4. Once you get to your window seat, stay put.
5. Wear a mask. If you already have an N95 respirator, consider using it but other masks or coverings can also provide protection. We do not recommend purchasing N95 until health-care workers have an adequate supply. Technically, it should also be tested to make sure you have a good fit. We do not recommend that you use gloves, as those can lead to a false sense of security and have been associated with reduced hand hygiene practices.
If you are thinking about flying with children, there are special considerations to keep in mind. Getting a young child to adhere to wearing a mask and maintaining good hygiene behavior at home is hard enough; it may be impossible to do so when flying. Children under 2 should not wear a mask.
Each day, we are all constantly faced with decisions about our own personal comfort and risk. Arming yourself with specific knowledge about your airport and airline and maximizing your use of protective measures that you have control over can reduce your risk. A good analogy might be that every time you get in the car to drive somewhere there is risk of an accident, but there is a big difference between driving the speed limit with your seat belt on and driving blindfolded at 60 miles an hour through the middle of town.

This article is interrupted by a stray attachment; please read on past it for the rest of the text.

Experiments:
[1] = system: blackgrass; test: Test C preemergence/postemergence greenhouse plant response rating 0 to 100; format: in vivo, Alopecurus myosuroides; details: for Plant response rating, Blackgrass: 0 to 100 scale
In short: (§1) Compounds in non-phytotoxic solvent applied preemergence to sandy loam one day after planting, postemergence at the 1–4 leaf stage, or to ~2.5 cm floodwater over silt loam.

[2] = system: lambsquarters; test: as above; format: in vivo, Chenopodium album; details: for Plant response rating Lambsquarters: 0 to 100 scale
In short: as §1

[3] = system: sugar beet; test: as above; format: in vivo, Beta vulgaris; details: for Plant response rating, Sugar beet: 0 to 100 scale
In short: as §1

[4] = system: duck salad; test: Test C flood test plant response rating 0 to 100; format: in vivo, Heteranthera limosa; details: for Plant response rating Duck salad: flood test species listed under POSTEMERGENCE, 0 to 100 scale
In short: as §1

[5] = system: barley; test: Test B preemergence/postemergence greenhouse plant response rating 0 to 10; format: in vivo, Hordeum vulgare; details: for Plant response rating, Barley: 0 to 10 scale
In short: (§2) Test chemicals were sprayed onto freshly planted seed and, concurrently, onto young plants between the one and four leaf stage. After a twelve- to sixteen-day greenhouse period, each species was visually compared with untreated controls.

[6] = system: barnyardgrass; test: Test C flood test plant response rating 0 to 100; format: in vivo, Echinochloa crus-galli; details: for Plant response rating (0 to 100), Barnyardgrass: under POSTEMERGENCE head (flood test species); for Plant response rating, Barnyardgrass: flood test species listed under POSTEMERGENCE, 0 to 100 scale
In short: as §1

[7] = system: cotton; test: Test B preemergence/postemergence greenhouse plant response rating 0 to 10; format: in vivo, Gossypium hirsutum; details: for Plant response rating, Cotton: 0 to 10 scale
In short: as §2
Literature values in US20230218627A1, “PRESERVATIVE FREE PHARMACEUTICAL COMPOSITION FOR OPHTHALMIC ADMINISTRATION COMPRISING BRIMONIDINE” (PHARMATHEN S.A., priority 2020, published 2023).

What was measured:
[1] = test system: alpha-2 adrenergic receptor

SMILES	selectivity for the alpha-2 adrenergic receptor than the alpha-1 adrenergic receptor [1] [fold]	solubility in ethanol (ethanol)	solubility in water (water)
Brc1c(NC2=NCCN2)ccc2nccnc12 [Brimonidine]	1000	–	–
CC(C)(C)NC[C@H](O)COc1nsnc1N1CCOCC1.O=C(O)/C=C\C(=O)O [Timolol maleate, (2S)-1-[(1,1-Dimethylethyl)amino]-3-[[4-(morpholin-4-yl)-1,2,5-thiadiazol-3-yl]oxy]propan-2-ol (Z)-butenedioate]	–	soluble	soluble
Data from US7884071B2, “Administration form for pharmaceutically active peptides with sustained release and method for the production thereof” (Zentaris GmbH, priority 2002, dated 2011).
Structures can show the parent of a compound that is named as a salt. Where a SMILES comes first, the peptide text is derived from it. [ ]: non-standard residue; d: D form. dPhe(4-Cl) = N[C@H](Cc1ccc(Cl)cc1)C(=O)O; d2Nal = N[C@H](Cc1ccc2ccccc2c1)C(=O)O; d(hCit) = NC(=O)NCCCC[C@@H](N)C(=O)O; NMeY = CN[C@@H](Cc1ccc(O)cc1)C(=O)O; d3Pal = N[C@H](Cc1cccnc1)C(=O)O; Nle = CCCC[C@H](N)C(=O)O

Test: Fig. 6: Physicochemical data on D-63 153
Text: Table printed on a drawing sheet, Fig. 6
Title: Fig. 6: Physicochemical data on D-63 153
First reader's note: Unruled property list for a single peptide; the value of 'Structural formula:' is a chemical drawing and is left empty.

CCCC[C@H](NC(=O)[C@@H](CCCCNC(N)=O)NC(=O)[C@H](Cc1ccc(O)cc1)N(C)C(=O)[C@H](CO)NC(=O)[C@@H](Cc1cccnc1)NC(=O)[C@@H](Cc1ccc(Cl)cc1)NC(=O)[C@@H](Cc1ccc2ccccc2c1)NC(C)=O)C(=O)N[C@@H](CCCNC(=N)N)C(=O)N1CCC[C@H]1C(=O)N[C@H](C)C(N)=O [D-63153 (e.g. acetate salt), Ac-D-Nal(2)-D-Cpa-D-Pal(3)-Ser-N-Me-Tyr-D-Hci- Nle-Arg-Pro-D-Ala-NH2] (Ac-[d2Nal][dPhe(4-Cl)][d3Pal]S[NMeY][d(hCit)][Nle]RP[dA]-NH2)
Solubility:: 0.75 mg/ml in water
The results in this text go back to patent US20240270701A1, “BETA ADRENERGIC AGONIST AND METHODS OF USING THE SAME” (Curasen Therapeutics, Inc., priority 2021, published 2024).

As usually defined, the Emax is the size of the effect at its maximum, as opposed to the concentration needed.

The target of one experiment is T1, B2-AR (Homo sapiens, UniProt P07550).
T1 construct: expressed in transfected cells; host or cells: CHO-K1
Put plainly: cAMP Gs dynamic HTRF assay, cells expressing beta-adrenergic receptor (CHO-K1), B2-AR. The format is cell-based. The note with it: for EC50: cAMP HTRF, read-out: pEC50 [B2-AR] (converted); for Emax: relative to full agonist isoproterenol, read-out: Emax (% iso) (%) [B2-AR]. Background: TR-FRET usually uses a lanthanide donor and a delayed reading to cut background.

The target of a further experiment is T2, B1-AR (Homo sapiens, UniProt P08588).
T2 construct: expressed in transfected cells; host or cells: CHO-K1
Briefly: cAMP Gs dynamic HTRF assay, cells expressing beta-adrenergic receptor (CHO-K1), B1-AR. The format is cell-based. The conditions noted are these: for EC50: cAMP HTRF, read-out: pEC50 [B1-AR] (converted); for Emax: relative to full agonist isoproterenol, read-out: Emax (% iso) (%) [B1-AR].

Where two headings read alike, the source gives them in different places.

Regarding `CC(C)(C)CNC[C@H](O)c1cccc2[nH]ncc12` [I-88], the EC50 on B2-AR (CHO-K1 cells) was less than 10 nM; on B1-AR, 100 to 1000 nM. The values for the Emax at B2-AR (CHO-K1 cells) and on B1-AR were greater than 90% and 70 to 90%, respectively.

This article is republished from The Conversation under a Creative Commons license.
Kacey Ernst PhD MPH is an infectious disease epidemiologist at the University of Arizona. Her primary projects examine the environmental determinants of vector-borne disease transmission and control; primarily dengue and malaria. Current research projects include an examination of insecticide treated bednet use in western Kenya.
Paloma Beamer PhD is an associate professor in the College of Public Health at the University of Arizona. She holds joint appointments as an associate professor of Chemical & Environmental Engineering and as a research scientist in the Asthma and Airway Disease Research Center. Her research focuses on understanding how individuals are exposed to environmental contaminants and the health risks of these exposures with a special focus on vulnerable populations.